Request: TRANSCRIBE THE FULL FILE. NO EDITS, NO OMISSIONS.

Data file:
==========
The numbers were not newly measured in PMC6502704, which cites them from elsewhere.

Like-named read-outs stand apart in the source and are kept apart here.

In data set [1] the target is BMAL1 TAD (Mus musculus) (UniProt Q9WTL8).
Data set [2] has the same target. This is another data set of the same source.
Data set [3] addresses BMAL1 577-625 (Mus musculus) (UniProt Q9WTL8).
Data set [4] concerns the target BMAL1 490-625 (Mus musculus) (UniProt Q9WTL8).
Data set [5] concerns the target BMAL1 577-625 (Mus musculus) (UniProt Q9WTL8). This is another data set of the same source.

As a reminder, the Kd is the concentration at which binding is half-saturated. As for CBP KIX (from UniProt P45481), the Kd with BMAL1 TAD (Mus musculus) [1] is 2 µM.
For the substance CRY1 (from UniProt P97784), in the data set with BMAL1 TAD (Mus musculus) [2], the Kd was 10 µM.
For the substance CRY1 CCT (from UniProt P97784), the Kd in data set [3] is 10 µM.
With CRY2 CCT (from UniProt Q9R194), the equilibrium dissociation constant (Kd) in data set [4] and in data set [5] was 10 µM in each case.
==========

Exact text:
The numbers were not newly measured in PMC6502704, which cites them from elsewhere.

Like-named read-outs stand apart in the source and are kept apart here.

In data set [1] the target is BMAL1 TAD (Mus musculus) (UniProt Q9WTL8).
Data set [2] has the same target. This is another data set of the same source.
Data set [3] addresses BMAL1 577-625 (Mus musculus) (UniProt Q9WTL8).
Data set [4] concerns the target BMAL1 490-625 (Mus musculus) (UniProt Q9WTL8).
Data set [5] concerns the target BMAL1 577-625 (Mus musculus) (UniProt Q9WTL8). This is another data set of the same source.

As a reminder, the Kd is the concentration at which binding is half-saturated. As for CBP KIX (from UniProt P45481), the Kd with BMAL1 TAD (Mus musculus) [1] is 2 µM.
For the substance CRY1 (from UniProt P97784), in the data set with BMAL1 TAD (Mus musculus) [2], the Kd was 10 µM.
For the substance CRY1 CCT (from UniProt P97784), the Kd in data set [3] is 10 µM.
With CRY2 CCT (from UniProt Q9R194), the equilibrium dissociation constant (Kd) in data set [4] and in data set [5] was 10 µM in each case.